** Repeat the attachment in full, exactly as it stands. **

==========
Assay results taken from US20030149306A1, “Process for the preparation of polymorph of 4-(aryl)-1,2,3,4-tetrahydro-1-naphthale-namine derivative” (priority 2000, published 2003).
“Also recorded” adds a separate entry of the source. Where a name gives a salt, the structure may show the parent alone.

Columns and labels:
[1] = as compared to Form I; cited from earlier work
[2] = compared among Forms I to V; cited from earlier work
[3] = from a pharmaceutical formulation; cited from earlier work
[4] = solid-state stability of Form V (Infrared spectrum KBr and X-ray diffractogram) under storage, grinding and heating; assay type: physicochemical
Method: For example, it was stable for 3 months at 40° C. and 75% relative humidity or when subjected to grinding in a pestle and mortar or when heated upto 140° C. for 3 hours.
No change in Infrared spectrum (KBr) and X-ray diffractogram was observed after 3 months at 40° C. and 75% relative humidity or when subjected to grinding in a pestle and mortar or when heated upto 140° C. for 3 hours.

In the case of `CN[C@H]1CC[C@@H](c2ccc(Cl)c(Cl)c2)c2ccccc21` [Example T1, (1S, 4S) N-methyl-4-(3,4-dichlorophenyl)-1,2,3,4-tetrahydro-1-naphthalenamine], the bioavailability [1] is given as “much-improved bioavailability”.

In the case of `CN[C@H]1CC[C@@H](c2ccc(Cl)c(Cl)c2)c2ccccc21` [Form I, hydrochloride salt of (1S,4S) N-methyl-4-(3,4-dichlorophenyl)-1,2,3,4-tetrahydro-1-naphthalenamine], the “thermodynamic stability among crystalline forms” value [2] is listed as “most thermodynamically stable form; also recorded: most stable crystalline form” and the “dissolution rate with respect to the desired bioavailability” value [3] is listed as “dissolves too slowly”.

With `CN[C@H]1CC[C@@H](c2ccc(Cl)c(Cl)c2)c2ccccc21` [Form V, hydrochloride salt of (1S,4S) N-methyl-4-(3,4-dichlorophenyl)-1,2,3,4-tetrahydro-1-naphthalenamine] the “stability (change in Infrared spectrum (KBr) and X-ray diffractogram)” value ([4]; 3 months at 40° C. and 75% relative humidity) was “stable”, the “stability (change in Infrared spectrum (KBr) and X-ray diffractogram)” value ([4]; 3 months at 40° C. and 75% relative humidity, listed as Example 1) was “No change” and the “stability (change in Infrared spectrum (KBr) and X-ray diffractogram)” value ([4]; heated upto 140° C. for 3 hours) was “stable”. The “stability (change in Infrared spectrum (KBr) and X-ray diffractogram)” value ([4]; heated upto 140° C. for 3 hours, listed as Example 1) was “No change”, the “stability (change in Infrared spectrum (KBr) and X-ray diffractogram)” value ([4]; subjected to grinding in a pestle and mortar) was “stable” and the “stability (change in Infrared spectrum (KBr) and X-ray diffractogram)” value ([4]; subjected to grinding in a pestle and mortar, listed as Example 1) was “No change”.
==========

Assay results taken from US20030149306A1, “Process for the preparation of polymorph of 4-(aryl)-1,2,3,4-tetrahydro-1-naphthale-namine derivative” (priority 2000, published 2003).
“Also recorded” adds a separate entry of the source. Where a name gives a salt, the structure may show the parent alone.

Columns and labels:
[1] = as compared to Form I; cited from earlier work
[2] = compared among Forms I to V; cited from earlier work
[3] = from a pharmaceutical formulation; cited from earlier work
[4] = solid-state stability of Form V (Infrared spectrum KBr and X-ray diffractogram) under storage, grinding and heating; assay type: physicochemical
Method: For example, it was stable for 3 months at 40° C. and 75% relative humidity or when subjected to grinding in a pestle and mortar or when heated upto 140° C. for 3 hours.
No change in Infrared spectrum (KBr) and X-ray diffractogram was observed after 3 months at 40° C. and 75% relative humidity or when subjected to grinding in a pestle and mortar or when heated upto 140° C. for 3 hours.

In the case of `CN[C@H]1CC[C@@H](c2ccc(Cl)c(Cl)c2)c2ccccc21` [Example T1, (1S, 4S) N-methyl-4-(3,4-dichlorophenyl)-1,2,3,4-tetrahydro-1-naphthalenamine], the bioavailability [1] is given as “much-improved bioavailability”.

In the case of `CN[C@H]1CC[C@@H](c2ccc(Cl)c(Cl)c2)c2ccccc21` [Form I, hydrochloride salt of (1S,4S) N-methyl-4-(3,4-dichlorophenyl)-1,2,3,4-tetrahydro-1-naphthalenamine], the “thermodynamic stability among crystalline forms” value [2] is listed as “most thermodynamically stable form; also recorded: most stable crystalline form” and the “dissolution rate with respect to the desired bioavailability” value [3] is listed as “dissolves too slowly”.

With `CN[C@H]1CC[C@@H](c2ccc(Cl)c(Cl)c2)c2ccccc21` [Form V, hydrochloride salt of (1S,4S) N-methyl-4-(3,4-dichlorophenyl)-1,2,3,4-tetrahydro-1-naphthalenamine] the “stability (change in Infrared spectrum (KBr) and X-ray diffractogram)” value ([4]; 3 months at 40° C. and 75% relative humidity) was “stable”, the “stability (change in Infrared spectrum (KBr) and X-ray diffractogram)” value ([4]; 3 months at 40° C. and 75% relative humidity, listed as Example 1) was “No change” and the “stability (change in Infrared spectrum (KBr) and X-ray diffractogram)” value ([4]; heated upto 140° C. for 3 hours) was “stable”. The “stability (change in Infrared spectrum (KBr) and X-ray diffractogram)” value ([4]; heated upto 140° C. for 3 hours, listed as Example 1) was “No change”, the “stability (change in Infrared spectrum (KBr) and X-ray diffractogram)” value ([4]; subjected to grinding in a pestle and mortar) was “stable” and the “stability (change in Infrared spectrum (KBr) and X-ray diffractogram)” value ([4]; subjected to grinding in a pestle and mortar, listed as Example 1) was “No change”.